BRIEF DESCRIPTION OF THE DRAWINGS

Exemplary embodiments of the invention are illustrated in the drawings and are explained in more detail in the following description. In the drawings:

FIG. 1 illustrates the brightness of source pictures and output pictures after anti-camcorder processing over time according to prior art;

FIG. 2 shows the carrier wave used to modulate some pixels of the source pictures and generate the output pictures of FIG. 1;

FIG. 3 illustrates the brightness of source pictures over time and the carrier wave used in a first embodiment of the invention;

FIG. 4 shows the output pictures generated by using the carrier wave of FIG. 3,

FIG. 5 illustrates the brightness of source pictures over time and the carrier wave used in a second embodiment of the invention;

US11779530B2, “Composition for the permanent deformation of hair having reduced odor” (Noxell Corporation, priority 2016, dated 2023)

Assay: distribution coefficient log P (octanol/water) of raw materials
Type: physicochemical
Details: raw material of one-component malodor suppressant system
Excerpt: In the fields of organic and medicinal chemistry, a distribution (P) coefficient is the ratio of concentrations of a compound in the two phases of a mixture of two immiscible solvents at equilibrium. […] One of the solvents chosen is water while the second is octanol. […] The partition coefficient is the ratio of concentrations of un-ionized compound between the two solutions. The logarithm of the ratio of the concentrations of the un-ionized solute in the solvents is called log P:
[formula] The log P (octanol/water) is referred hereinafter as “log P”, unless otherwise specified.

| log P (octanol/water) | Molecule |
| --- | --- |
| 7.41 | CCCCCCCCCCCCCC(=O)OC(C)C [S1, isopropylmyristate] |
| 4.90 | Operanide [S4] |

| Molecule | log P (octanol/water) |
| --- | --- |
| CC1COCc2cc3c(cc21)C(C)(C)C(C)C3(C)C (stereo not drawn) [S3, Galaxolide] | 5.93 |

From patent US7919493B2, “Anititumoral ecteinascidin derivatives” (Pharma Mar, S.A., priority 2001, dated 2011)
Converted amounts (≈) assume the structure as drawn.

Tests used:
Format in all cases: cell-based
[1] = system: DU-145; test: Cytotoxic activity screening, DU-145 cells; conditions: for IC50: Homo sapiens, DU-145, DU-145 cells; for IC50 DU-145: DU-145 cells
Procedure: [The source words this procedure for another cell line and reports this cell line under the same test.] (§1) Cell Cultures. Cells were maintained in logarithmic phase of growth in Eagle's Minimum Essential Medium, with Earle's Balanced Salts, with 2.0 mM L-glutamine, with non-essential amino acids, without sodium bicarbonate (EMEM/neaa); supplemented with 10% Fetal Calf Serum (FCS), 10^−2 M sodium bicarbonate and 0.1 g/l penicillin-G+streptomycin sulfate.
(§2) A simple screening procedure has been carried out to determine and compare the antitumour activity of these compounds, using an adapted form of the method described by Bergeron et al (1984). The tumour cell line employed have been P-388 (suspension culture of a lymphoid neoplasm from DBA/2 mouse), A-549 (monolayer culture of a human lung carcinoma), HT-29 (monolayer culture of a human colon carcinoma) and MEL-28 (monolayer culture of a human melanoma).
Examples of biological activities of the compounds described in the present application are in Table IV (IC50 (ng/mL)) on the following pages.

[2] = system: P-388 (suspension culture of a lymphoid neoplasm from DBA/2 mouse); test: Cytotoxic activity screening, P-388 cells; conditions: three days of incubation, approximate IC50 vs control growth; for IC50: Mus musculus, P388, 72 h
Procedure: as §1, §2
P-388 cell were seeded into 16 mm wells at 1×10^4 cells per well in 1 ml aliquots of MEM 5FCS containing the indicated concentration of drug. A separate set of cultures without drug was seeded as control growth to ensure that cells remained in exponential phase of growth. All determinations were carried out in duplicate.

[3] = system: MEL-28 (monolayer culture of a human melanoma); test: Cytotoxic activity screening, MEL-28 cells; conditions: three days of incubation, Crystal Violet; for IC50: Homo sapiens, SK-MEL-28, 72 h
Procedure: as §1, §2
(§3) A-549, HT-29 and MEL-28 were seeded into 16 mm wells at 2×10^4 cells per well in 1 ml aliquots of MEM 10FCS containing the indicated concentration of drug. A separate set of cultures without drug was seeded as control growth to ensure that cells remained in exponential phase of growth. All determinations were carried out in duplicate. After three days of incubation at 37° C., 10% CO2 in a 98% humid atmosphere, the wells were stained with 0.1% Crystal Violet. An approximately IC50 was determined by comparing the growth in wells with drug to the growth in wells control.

FIG. 6 shows the output pictures generated by using the carrier wave of FIG. 5, and

FIG. 7 shows a device for implementing the inventive method.

DESCRIPTION OF PREFERRED EMBODIMENTS

The anti-camcorder method as defined in the prior art is based on a colour or brightness modulation in which two output pictures I1 and I2 are generated from one single source picture I0 in which, for each pixel P, I0(P)=[I1(P)+I2(P)]/2 where Ix(P) designates the brightness value of the pixel P in the picture Ix and where I1(P)≠I0(P) and I2(P)≠I0(P).

FIG. 1 illustrates such a method. More particularly, FIG. 1 shows the evolution of the brightness value (pixel value) of a pixel in a sequence of source pictures at 25 Hz and its evolution in the corresponding output pictures at 50 Hz. The source pictures are drawn in dotted lines and the output pictures in solid line.

This brightness modulation is the particular case of a more general continuous amplitude modulation such as